Roemer SC, Donham DC, Sherman L, Pon VH, Edwards DP, et al. Structure of the progesterone receptor-deoxyribonucleic acid complex: novel interactions required for binding to half-site response elements. Molecular Endocrinology, (2006); 20(12): 3042-3052.

Valadares NF, Salum LB, Polikarpov I, Andricopulo AD, Garratt RC. Role of halogen bonds in thyroid hormone receptor selectivity: pharmacophore-based 3D-QSSR studies. Journal of Chemical Information and Modeling, (2009); 49(11): 2606-2616.

Jin L, Martynowski D, Zheng S, Wada T, Xie W, et al. Structural basis for hydroxycholesterols as natural ligands of orphan nuclear receptor RORγ. Molecular Endocrinology, (2010); 24(5): 923-929.

Dasgupta S, Lonard DM, O’Malley BW. Receptor Coactivators: Master Regulators of Human Health and Disease. Annual Review of Medicine, (2014); 65: 279.

Everett LJ, Lazar MA. Cell‐specific integration of nuclear receptor function at the genome. Wiley Interdisciplinary Reviews: Systems Biology and Medicine, (2013); 5(5): 615-629.

Lu C, Thompson CB. Metabolic regulation of epigenetics. Cell Metabolism, (2012); 16(1): 9-17.

Beato M, Herrlich P, Schütz G. Steroid hormone receptors: many actors in search of a plot. Cell, (1995); 83(6): 851-857.

Umesono K, Giguere V, Glass CK, Rosenfeld MG, Evans RM. Retinoic acid and thyroid hormone induce gene expression through a common responsive element. Nature, (1988); 336(6196): 262-5.

Ribeiro R, Kushner PJ, Apriletti JW, West BL, Baxter JD. Thyroid hormone alters in vitro DNA binding of monomers and dimers of thyroid hormone receptors. Molecular Endocrinology, (1992); 6(7): 1142-1152.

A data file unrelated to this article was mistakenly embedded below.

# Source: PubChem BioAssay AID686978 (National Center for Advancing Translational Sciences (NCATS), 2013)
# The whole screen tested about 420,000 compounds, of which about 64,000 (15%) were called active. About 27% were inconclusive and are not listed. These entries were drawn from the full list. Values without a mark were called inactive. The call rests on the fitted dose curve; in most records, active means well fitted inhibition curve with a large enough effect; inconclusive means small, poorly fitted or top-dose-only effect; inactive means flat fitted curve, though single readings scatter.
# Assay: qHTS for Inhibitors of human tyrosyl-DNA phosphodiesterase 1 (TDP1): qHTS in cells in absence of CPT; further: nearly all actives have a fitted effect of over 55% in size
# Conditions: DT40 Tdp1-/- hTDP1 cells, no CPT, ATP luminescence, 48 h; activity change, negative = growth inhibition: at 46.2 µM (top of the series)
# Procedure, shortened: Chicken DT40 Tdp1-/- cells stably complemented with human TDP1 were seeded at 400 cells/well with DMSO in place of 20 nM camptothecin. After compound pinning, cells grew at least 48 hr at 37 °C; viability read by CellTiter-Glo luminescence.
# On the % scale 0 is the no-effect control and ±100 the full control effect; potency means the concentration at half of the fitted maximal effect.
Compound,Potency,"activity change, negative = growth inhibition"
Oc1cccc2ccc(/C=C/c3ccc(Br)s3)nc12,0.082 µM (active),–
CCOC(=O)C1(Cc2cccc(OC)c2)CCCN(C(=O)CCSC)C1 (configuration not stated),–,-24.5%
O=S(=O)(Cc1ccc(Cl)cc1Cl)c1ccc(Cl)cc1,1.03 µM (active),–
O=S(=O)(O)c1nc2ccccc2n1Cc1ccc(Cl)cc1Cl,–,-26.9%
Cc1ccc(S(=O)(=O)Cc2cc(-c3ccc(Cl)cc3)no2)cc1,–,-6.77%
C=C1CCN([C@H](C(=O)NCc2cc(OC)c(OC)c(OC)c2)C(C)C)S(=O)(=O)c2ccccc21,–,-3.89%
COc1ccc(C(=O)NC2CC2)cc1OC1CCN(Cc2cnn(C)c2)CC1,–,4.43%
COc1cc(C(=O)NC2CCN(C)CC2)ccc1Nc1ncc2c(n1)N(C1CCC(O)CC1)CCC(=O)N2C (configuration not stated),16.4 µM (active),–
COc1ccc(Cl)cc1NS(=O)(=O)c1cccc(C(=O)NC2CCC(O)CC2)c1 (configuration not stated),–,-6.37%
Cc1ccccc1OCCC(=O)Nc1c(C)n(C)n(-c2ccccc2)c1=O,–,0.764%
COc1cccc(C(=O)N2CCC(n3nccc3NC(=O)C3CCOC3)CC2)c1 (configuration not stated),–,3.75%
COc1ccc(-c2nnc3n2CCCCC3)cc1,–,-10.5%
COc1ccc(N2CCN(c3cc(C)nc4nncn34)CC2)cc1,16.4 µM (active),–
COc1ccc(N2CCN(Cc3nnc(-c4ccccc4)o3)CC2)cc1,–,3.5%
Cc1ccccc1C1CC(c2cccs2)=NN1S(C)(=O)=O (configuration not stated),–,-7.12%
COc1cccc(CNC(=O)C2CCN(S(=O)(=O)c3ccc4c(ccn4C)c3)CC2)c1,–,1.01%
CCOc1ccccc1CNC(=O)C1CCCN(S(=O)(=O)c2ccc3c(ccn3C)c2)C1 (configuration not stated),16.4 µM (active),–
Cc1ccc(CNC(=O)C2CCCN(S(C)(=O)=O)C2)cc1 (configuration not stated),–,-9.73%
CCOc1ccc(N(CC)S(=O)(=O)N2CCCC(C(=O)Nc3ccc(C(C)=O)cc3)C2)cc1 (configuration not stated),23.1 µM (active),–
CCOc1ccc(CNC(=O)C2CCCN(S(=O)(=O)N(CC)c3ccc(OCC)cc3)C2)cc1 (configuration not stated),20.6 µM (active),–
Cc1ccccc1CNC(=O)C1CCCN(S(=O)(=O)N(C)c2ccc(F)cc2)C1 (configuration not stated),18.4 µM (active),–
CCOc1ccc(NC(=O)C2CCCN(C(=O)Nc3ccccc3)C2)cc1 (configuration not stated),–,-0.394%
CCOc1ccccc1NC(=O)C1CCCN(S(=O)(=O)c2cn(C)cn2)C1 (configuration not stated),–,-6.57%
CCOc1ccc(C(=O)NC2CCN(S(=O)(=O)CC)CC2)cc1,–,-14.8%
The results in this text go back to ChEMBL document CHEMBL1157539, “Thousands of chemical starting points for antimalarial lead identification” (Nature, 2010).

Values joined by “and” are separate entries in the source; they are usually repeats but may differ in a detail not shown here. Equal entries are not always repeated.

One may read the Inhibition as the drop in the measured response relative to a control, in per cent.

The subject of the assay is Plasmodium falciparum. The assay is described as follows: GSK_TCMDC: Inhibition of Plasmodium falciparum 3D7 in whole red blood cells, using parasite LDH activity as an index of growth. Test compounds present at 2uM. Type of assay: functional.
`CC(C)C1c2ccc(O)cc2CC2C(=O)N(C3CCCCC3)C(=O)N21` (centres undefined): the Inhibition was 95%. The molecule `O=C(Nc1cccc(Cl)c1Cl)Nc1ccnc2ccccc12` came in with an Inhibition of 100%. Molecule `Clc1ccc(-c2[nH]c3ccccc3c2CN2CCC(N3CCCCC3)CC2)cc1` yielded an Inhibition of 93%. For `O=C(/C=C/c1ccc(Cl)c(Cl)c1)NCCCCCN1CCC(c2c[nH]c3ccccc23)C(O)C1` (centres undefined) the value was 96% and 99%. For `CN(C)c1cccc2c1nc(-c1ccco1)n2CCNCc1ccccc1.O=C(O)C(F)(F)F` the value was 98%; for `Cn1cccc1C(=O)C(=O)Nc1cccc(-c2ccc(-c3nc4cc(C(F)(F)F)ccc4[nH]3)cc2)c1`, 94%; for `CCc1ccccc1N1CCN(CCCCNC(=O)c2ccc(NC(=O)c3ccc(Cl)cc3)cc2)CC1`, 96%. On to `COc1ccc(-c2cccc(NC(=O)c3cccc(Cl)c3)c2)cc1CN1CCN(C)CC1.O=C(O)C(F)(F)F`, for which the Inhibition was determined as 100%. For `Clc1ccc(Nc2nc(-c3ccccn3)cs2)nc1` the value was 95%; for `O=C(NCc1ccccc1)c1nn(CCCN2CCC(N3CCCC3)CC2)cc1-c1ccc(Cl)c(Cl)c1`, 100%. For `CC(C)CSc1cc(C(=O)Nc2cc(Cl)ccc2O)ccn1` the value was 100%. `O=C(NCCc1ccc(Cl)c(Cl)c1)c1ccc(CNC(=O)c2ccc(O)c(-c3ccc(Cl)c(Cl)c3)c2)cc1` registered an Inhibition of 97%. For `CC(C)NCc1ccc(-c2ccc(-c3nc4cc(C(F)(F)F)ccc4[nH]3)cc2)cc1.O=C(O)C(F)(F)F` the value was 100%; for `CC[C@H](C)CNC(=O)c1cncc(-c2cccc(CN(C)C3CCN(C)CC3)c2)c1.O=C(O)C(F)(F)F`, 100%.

Araki O, Ying H, Zhu X, Willingham M, Cheng S. Distinct dysregulation of lipid metabolism by unliganded thyroid hormone receptor isoforms. Molecular Endocrinology, (2009); 23(3): 308-315.

Mottis A, Mouchiroud L, Auwerx J. Emerging roles of the corepressors NCoR1 and SMRT in homeostasis. Genes & development, (2013); 27(8): 819-835.

Hsia EY, Goodson ML, Zou JX, Privalsky ML, Chen H-W. Nuclear receptor coregulators as a new paradigm for therapeutic targeting. Advanced Drug Delivery Reviews, (2010); 62(13): 1227-1237.

Belandia B, Latasa MJ, Villa A, Pascual A. Thyroid hormone negatively regulates the transcriptional activity of the β-amyloid precursor protein gene. Journal of Biological Chemistry, (1998); 273(46): 30366-30371.

Pérez-Juste G, Garcı́a-Silva S, Aranda A. An element in the region responsible for premature termination of transcription mediates repression of c-myc gene expression by thyroid hormone in neuroblastoma cells. Journal of Biological Chemistry, (2000); 275(2): 1307-1314.

Saatcioglu F, Deng T, Karin M. A novel cis element mediating ligand-independent activation by c-ErbA: implications for hormonal regulation. Cell, (1993); 75(6): 1095-1105.

Bigler J, Eisenman RN. Novel location and function of a thyroid hormone response element. The EMBO journal, (1995); 14(22): 5710.

Baniahmad A, Köhne A, Renkawitz R. A transferable silencing domain is present in the thyroid hormone receptor, in the v-erbA oncogene product and in the retinoic acid receptor. The EMBO Journal, (1992); 11(3): 1015.


  • There are currently no refbacks.